Qualcomm’s New AR Chips Point to a New Generation of Smart Glasses


Amid a recent uptick in VR headsets, Qualcomm’s latest chip announcement hints that the next product wave could be AR glasses. At the company’s recent chip-focused event, the newest Snapdragon phone processors were announced, along with a brand-new line of AR glasses-optimized chips that point to a next wave of advanced smartglasses expected to arrive between 2023 and 2025, with possible features including eye tracking, hand tracking and wireless streaming to phones or from the cloud.

The Snapdragon AR2 Gen 1 is a different type of platform than the company’s top-end XR2 processor, which is already in standalone VR headsets like the Meta Quest 2 and Pico 4. The AR2 focuses more on camera and sensor-based processing than on graphics, aiming to improve battery life on smaller glasses. The design is split into three co-processors, which are meant to live in each arm of a pair of smartglasses and also above the bridge. It’s meant to cut down on wires and reduce overheating on future glasses designs.

Glasses using the AR2 Gen 1 may be a lot faster at using cameras for scanning and depth sensing: Qualcomm is promising faster AI for things like object recognition and hand tracking than even the XR2 chip found on headsets such as the Quest 2, but using half as much power as the XR2 chip. There’s nowhere to hide a big battery on a normal-ish pair of glasses, which is why the AR2 Gen 1 aims to be efficient in ways that are reminiscent of the needs of wearables like smartwatches.

The AR2 Gen 1 chips are designed to spread across AR glasses, living in each arm and on the bridge to reduce bulk and heat.


The AR2 Gen 1 chip won’t be used for traditional VR headsets. According to Qualcomm, the resolution and field of view in AR glasses using these new chips won’t be as good as what current VR is capable of. Existing AR glasses and headsets tend to have smaller viewing areas and rely on occasional pop-up graphics, versus the expansive full-field graphics and displays VR needs.

Qualcomm is leaning heavily on phones, computers and the cloud to do a lot of the heavy lifting for these future glasses. The chipset includes Wi-Fi 7, and a range of phones running Qualcomm’s Snapdragon chips and the Snapdragon Spaces software platform could be used to wirelessly process AR graphics for these glasses. Essentially they’re wearable peripherals, although the glasses could do some things on their own, too.

Eye tracking on the glasses comes with support for iris authentication, which is handled on-glasses with a dedicated security chip. How that gets used by other manufacturers, however, remains to be seen.

Qualcomm’s already announced a wave of familiar tech names that are onboard to make AR glasses with the AR2 chip, including Lenovo, LG, Niantic, NReal, Oppo, Pico, NTT Qonoq, Rokid, Sharp, TCL, Vuzix and Mi. Microsoft and Adobe are also working on making their software platforms cross-compatible, which mirrors recent partnership news with Meta earlier this year.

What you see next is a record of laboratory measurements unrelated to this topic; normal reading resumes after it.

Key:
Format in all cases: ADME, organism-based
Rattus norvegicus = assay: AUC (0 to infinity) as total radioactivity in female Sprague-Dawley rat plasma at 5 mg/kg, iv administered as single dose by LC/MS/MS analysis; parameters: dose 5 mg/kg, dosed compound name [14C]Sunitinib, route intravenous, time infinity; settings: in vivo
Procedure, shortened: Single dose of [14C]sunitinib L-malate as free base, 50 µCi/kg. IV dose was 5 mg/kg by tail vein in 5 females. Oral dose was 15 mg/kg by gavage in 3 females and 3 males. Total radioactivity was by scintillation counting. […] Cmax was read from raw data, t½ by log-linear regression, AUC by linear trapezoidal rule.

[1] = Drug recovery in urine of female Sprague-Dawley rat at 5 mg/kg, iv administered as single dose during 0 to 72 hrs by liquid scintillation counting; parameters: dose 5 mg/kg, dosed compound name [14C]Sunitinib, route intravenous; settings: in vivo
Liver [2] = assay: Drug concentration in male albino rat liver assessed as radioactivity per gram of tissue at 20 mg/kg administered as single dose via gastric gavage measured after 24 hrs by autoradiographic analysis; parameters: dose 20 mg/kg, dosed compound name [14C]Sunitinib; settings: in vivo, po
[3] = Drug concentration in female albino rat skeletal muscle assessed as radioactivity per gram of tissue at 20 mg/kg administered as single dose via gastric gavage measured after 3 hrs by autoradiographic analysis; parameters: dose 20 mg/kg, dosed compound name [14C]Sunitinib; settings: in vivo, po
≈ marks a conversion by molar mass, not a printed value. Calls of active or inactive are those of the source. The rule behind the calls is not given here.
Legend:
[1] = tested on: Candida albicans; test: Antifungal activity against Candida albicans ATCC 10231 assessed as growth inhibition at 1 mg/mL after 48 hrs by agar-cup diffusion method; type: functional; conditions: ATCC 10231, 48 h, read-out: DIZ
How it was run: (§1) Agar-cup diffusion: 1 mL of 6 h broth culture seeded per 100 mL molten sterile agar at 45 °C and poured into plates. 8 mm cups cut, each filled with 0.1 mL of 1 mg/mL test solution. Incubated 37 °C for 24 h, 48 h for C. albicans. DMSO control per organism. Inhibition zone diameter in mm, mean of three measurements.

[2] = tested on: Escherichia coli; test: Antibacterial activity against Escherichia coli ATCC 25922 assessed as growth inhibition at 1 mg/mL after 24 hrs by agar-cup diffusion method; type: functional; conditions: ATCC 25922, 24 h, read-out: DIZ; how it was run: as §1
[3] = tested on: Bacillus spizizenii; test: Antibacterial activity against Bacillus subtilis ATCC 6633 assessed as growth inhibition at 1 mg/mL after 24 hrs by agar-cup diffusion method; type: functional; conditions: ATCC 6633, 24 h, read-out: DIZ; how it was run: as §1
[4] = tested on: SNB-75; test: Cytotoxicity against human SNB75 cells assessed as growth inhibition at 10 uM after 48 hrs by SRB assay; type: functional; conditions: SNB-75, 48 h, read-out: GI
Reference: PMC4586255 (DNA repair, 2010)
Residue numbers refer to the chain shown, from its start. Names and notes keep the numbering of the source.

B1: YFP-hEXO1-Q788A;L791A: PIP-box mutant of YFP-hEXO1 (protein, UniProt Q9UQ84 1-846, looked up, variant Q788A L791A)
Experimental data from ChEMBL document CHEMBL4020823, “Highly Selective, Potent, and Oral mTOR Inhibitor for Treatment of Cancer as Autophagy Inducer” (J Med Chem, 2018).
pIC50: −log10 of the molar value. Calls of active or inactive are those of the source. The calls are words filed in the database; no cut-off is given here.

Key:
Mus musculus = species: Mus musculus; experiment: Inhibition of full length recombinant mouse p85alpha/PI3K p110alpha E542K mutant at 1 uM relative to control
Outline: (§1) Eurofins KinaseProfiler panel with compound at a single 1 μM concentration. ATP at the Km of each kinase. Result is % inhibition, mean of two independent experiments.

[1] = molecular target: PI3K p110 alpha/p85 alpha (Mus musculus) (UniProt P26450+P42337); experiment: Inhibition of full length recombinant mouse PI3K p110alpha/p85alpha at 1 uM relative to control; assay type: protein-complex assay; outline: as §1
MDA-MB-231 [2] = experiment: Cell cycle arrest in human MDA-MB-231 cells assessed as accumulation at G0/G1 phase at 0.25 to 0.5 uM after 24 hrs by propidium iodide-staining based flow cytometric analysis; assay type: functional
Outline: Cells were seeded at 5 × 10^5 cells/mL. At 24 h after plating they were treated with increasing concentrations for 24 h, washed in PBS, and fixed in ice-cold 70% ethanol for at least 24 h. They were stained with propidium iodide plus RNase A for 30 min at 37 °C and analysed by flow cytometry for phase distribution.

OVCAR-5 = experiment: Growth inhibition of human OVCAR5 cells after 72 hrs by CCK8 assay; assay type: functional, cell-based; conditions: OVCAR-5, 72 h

Partnerships are necessary, especially for devices like smart glasses that are trying to be useful tools in a world of already well-connected phones, computers, wearables and smart home gear. Microsoft has already announced a partnership with Qualcomm on future AR glasses chips earlier this year, and the AR2 Gen 1 looks like it’ll be a part of that evolution beyond the expensive, business-focused HoloLens 2

Qualcomm previously worked on chips for existing AR headsets and smart glasses, including the NReal Light, Lenovo’s ThinkReality A3 and Meta’s Ray-Ban Stories. However, Qualcomm’s head of XR, Hugo Swart, indicated in a briefing with reporters that current efforts haven’t been good enough at running long enough on a single battery charge to be useful. (Battery life on nearly all existing VR and AR headsets tends to be under 2 hours at best.)

Dreams of the metaverse are, for the moment, held back equally by hardware and software. While VR headsets are slowly adding AR-like features using passthrough cameras, like in the Meta Quest Pro, there aren’t any all-day AR glasses that are actually any good, although some headsets like the Magic Leap 2 are trying to get closer to being useful for practical business uses. Perhaps Meta, which has been promising its own AR glasses for years, will lean on the AR2 Gen 1 as well for a future product. 

There’s nothing available yet that resembles the eyeglass tech sci-fi writers have been dreaming of for decades. Qualcomm’s new chips may not lead to perfect AR glasses, but these chips may lead to improved, wireless glasses of the type that haven’t existed previously. Maybe this wave of AR2 Gen 1-enabled glasses could be the start of the true AR eyewear we’ve been waiting for.

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